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String REGEX_PATTERN = "(0[1-9]|1[0-2]):[0-5][0-9]:[0-5][0-9] ([AP]M)";
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public static boolean validateTime(String time) {
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return time.matches( REGEX_PATTERN );
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return time.matches("(0[1-9]|1[0-2]):[0-5][0-9]:[0-5][0-9] ([AP]M)");
}
}
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The point of this story is not that I eventually wrote one line of code that did what the original didn’t quite accomplish with over thirty. The point is that until I got away from the computer, I thought my first attempt was the best solution to the problem.
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The point of this story is not that I eventually replaced over thirty lines of code with just one. The point is that until I got away from the computer, I thought my first attempt was the best solution to the problem.
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So the next time you hit a nasty problem, do yourself a favor. Once you really understand the problem go do something involving the creative side of your brain &mdash; sketch out the problem, listen to some music, or just take a walk outside. Sometimes the best thing you can do to solve a problem is to put the mouse down and step away from the keyboard.
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By [[BurkHufnagel]]
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If you’ve been programming for a while, you’ve probably had similar experiences. You’re focused for hours on some gnarly problem with no solution in sight so you get up for a bio-break or to hit the vending machines, and on the way back the answer suddenly becomes obvious.
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This work is licensed under a
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[http://creativecommons.org/licenses/by/3.0/us/ Creative Commons Attribution 3]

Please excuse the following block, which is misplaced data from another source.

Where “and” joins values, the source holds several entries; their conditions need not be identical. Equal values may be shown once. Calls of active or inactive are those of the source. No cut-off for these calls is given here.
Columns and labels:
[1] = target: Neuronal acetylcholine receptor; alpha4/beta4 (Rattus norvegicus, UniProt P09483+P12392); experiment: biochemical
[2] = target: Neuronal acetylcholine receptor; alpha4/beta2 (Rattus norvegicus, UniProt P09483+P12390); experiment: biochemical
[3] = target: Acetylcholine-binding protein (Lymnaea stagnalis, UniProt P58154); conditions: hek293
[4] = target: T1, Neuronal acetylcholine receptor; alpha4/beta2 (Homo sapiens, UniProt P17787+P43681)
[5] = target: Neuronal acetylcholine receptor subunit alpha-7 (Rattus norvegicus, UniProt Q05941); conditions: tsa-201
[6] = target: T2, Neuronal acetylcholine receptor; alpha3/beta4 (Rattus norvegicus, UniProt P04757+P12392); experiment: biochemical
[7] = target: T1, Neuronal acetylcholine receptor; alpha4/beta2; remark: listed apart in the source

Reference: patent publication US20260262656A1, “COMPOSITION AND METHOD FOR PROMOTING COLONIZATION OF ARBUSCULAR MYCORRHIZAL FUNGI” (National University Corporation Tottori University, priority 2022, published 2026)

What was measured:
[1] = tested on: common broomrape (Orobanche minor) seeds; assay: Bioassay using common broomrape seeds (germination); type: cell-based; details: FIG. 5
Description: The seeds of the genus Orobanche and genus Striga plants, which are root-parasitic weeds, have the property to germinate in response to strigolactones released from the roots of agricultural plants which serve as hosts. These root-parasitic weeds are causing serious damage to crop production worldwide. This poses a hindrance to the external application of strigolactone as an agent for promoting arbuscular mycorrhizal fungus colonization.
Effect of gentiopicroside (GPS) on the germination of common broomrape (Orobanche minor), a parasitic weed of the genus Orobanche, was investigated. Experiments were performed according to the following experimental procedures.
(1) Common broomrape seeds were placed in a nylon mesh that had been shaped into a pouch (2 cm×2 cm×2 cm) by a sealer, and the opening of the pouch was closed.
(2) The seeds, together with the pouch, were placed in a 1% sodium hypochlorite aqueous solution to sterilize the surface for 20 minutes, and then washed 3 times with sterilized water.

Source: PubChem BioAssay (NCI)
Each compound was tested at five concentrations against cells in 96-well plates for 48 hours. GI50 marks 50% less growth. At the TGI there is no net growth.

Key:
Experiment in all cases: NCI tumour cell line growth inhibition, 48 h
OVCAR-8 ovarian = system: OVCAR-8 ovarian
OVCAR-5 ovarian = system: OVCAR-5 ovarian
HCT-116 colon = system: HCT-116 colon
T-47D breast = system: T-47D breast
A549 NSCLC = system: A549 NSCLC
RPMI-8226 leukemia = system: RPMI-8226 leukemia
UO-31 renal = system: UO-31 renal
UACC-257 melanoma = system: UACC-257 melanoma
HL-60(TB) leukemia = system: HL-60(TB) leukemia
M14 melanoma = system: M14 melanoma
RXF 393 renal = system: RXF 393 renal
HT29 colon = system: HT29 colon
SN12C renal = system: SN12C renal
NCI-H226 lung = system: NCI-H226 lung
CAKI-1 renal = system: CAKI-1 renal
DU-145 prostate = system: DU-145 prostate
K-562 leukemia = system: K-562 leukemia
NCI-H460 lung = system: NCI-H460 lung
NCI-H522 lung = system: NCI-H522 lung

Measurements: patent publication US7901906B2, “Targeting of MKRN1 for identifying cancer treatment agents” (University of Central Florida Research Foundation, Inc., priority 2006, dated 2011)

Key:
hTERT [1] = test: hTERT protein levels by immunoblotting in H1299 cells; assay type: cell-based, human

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The trick is that while you’re coding, the logical part of your brain is active and the creative side is shut out. It can’t present anything to you until the logical side takes a break. So put the mouse down and step away from the keyboard; the insights you get may surprise you.
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Back to [[97 Things Every Programmer Should Know]] home page

Current revision

You've been focused for hours on some gnarly problem and there's no solution in sight. So you get up to stretch your legs, or to hit the vending machines, and on the way back the answer suddenly becomes obvious.

Does this scenario sound familiar? Ever wonder why it happens? The trick is that while you're coding, the logical part of your brain is active and the creative side is shut out. It can't present anything to you until the logical side takes a break.

Here's a real-life example: I was cleaning up some legacy code and ran into an 'interesting' method. It was designed to verify that a string contained a valid time using the format hh:mm:ss xx, where hh represents the hour, mm represents minutes, ss represents seconds, and xx is either AM or PM.

The method used the following code to convert two characters (representing the hour) into a number, and verify it was within the proper range:

try {
    Integer.parseInt(time.substring(0, 2));
} catch (Exception x) {
    return false;
}

if (Integer.parseInt(time.substring(0, 2)) > 12) {
    return false;
}

The same code appeared twice more, with appropriate changes to the character offset and upper limit, to test the minutes and seconds. The method ended with these lines to check for AM and PM:

if (!time.substring(9, 11).equals("AM") & !time.substring(9, 11).equals("PM")) {
    return false;
}

If none of this series of comparisons failed, returning false, the method returned true.

If the preceding code seems wordy and difficult to follow, don't worry. I thought so too — which meant I'd found something worth cleaning up. I refactored it and wrote a few unit tests, just to make sure it still worked.

When I finished, I felt pleased with the results. The new version was easy to read, half the size, and more accurate because the original code tested only the upper boundary for the hours, minutes, and seconds.

While getting ready for work the next day, an idea popped in my head: Why not validate the string using a regular expression? After a few minutes typing, I had a working implementation in just one line of code. Here it is:

public static boolean validateTime(String time) {
    return time.matches("(0[1-9]|1[0-2]):[0-5][0-9]:[0-5][0-9] ([AP]M)");
}

The point of this story is not that I eventually replaced over thirty lines of code with just one. The point is that until I got away from the computer, I thought my first attempt was the best solution to the problem.

So the next time you hit a nasty problem, do yourself a favor. Once you really understand the problem go do something involving the creative side of your brain — sketch out the problem, listen to some music, or just take a walk outside. Sometimes the best thing you can do to solve a problem is to put the mouse down and step away from the keyboard.

By BurkHufnagel


This work is licensed under a Creative Commons Attribution 3

Back to 97 Things Every Programmer Should Know home page